England were suffering. Gareth Southgate thought they were suffering for their success. Unlike those who went before them, the Southgate generation has never really tasted unpopularity and underachievement. Until a manager who had taken England agonisingly close to their second major tournament had secured a historic first, their inaugural relegation from the Nations League. Until they were losing to Germany and for a man as integral to pivotal moments in the history of the England team as Southgate, perhaps it had to be Germany in what might be his Wembley farewell as his country’s manager.
Did the boos beckon? We may never know for certain but the previous two matches suggest so. But if this might yet be a tale of the rise and fall of Southgate, it was interrupted by signs he still commands his players’ confidence, that he, and they, can orchestrate a turnaround. In coming from 2-0 down, in drawing 3-3 with Germany, Southgate sensed a winning blend of character and quality that means more when it is demonstrated in difficult times.
“They have had a run they have never experienced with their national team, they have only known good times and positivity,” he said. He was too understated to ram home the point that the players who have come to the fore in his tenure lack the unpleasant memories many of their predecessors possess because of his prowess. But he has a handful in his squad who are remnants of unhappier times, who can testify that playing for England was an ordeal. A few months before he assumed control, Harry Kane, Raheem Sterling, Eric Dier and Kyle Walker played in the historic nadir that was Euro 2016’s exit to Iceland. John Stones and Jordan Henderson were on the bench that day, unable even to get in that team.
And if Southgate did not name names, the probability is that they were the ringleaders of the resistance now. His senior players took matters into their own hands this week, with management’s knowledge but without the coaching staff present. “They asked if they could have a meeting on their own to talk things through and for me that was such a positive sign,” said Southgate. An aside followed: “By the way, there are moments at some clubs where that is not such a positive sign. But they talked it through with me. The best teams have a core of players that drive things.”
Part of Southgate’s success has lain in his empathetic and empowering management, in his ability to bring players together for a common cause. When he needed help, they demonstrated a similar trait. Southgate seemed to have consigned the cliques that undermined England to the past. Yet, as he said, it was easier to celebrate their unity when results were forthcoming. “We can talk about team spirit when things are going well but the true test is in adversity,” he said.
Arguably, England have not exited adversity yet. They have gone six games without a win for the first time since 1993, since Graham Taylor’s reign unravelled amid incoherent football. They had only scored one goal in 520 minutes before a quickfire flurry of three in 13. Condemned as dull and defensive, they were energetic and attacking.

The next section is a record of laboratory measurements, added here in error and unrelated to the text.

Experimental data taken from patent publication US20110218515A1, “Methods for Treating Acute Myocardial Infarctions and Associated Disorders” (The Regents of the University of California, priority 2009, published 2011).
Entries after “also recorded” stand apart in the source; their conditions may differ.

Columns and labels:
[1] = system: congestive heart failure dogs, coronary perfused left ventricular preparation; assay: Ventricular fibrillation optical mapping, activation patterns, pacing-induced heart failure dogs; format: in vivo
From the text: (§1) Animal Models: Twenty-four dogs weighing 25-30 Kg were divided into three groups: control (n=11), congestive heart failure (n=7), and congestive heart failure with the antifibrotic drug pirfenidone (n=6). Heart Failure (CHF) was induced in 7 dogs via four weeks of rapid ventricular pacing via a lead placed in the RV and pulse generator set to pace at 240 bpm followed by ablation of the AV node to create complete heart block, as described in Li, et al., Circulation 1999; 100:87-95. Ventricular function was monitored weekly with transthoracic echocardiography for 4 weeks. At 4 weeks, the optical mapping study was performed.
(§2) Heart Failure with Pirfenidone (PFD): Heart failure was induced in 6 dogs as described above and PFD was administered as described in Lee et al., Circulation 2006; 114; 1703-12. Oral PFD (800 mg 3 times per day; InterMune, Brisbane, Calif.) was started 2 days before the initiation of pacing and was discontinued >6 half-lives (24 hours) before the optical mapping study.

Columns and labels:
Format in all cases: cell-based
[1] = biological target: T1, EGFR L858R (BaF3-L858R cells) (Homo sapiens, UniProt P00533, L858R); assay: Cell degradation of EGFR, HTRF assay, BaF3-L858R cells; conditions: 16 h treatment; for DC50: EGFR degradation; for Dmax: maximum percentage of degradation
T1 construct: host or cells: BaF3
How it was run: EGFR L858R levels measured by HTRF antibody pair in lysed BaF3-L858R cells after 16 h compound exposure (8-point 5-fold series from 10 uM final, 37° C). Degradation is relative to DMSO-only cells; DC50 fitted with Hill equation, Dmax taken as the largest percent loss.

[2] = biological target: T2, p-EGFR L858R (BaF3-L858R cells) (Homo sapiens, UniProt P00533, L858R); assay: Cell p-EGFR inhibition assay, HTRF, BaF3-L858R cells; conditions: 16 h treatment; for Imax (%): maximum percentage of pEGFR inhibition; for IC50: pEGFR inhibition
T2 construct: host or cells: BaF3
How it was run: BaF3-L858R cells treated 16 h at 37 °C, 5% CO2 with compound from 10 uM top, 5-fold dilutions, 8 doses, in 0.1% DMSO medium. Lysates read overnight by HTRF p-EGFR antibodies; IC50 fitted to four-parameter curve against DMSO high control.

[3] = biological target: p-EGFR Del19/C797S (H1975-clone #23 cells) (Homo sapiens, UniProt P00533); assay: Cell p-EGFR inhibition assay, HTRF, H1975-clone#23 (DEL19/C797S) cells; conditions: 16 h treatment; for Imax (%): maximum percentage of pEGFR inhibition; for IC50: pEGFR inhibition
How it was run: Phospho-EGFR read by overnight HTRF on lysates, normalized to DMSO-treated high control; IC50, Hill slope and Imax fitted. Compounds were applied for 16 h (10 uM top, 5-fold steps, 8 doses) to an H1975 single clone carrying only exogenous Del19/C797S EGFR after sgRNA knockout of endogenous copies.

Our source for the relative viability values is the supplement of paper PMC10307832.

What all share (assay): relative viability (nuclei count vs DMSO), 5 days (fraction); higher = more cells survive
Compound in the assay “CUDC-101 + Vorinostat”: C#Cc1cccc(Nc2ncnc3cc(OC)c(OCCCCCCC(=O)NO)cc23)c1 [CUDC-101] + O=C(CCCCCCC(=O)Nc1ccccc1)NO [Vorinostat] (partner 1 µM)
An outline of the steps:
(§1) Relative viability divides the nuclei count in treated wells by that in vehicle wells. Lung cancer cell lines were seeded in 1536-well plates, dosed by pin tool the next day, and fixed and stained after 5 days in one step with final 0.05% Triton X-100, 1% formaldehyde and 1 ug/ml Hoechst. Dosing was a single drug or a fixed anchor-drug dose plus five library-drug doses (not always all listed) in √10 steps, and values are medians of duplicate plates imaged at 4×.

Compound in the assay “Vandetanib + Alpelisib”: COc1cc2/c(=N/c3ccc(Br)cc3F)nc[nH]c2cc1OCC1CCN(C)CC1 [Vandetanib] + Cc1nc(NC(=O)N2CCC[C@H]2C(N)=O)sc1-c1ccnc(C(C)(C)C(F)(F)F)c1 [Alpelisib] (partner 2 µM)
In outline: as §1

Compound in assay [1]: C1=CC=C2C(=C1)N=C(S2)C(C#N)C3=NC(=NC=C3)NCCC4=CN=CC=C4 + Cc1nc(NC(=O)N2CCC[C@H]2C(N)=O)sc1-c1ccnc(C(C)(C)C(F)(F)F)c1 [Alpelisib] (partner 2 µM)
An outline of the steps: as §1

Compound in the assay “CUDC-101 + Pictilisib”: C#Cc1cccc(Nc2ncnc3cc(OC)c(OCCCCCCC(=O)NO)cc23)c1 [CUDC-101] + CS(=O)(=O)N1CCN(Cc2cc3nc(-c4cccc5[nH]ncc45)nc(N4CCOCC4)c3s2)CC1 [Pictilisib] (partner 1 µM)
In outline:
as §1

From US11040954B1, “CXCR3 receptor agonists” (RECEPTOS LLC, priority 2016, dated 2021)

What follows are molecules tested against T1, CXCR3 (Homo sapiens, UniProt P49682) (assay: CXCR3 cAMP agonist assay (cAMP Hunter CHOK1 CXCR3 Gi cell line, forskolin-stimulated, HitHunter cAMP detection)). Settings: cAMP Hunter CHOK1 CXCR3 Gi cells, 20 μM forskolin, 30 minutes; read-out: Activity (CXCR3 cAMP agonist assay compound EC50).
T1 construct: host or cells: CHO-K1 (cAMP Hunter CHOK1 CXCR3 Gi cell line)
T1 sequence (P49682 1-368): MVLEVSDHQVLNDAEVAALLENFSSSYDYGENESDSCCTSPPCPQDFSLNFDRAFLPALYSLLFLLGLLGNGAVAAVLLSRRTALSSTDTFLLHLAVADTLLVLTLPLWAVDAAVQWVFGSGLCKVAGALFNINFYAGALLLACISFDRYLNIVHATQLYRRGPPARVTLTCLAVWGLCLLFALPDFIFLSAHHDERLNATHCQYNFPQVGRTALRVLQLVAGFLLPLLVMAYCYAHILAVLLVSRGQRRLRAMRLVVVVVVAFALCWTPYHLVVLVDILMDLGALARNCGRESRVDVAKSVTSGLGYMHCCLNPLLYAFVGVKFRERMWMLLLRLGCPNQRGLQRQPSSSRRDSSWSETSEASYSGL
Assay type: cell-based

And yet Southgate felt they may reap a greater benefit from their resilience and resourcefulness. His team have mounted too few comebacks against high-class sides. If ideal preparation for a tournament can come from wins, here at least it stemmed from a winning mentality. “The whole experience has been one we needed to grow the team,” he said. “We are going to have pressure in a World Cup. You can try and avoid it, but it is coming, so better we feel it and learn how to deal with it. The players reacted in the right way when Germany scored. We showed character but also a lot of quality and I think the crowd also came with us and stayed with us: even at 0-2, they didn’t get on their back and that was so important for us.”
Southgate was not condemned in the court of public opinion. He accepts, however, that some of his decisions will never please everyone. He remains an advocate of the back three, arguing that none of the three goals conceded were due to the formation. “People are going to have an opinion, but I think it's the best way for us,” he added. “I have to accept there’s going to be a huge amount of noise but if I’m going to be wishy-washy, change my mind, and not give us the best chance of winning, then it’s pointless me doing it. I think the players are committed to it.”
The delivery was typical Southgate – eloquent, thoughtful and polite – but there is a defiance to his choice of system and his tried-and-trusted personnel. If many of his squad have never tasted failure, it is in part due to his choices. If they showed a loyalty to him, it is reciprocated. “I think in these moments we’ve got to back our best and are most experienced players, unless we’re in a situation where it’s almost untenable and impossible to pick them,” he added. His own position certainly is not untenable yet and if England was long deemed the impossible job, Southgate made it look more possible than most.
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